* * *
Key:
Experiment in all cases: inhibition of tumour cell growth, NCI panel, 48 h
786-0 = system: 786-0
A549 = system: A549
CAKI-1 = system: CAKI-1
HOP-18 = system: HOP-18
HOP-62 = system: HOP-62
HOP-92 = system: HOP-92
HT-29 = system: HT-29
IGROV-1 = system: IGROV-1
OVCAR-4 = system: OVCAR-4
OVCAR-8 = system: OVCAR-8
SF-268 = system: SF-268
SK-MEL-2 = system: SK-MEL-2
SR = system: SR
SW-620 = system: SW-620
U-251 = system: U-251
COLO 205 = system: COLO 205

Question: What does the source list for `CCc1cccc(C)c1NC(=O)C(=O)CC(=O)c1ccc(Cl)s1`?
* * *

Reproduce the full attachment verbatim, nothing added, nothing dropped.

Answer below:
Key:
Experiment in all cases: inhibition of tumour cell growth, NCI panel, 48 h
786-0 = system: 786-0
A549 = system: A549
CAKI-1 = system: CAKI-1
HOP-18 = system: HOP-18
HOP-62 = system: HOP-62
HOP-92 = system: HOP-92
HT-29 = system: HT-29
IGROV-1 = system: IGROV-1
OVCAR-4 = system: OVCAR-4
OVCAR-8 = system: OVCAR-8
SF-268 = system: SF-268
SK-MEL-2 = system: SK-MEL-2
SR = system: SR
SW-620 = system: SW-620
U-251 = system: U-251
COLO 205 = system: COLO 205

Question: What does the source list for `CCc1cccc(C)c1NC(=O)C(=O)CC(=O)c1ccc(Cl)s1`?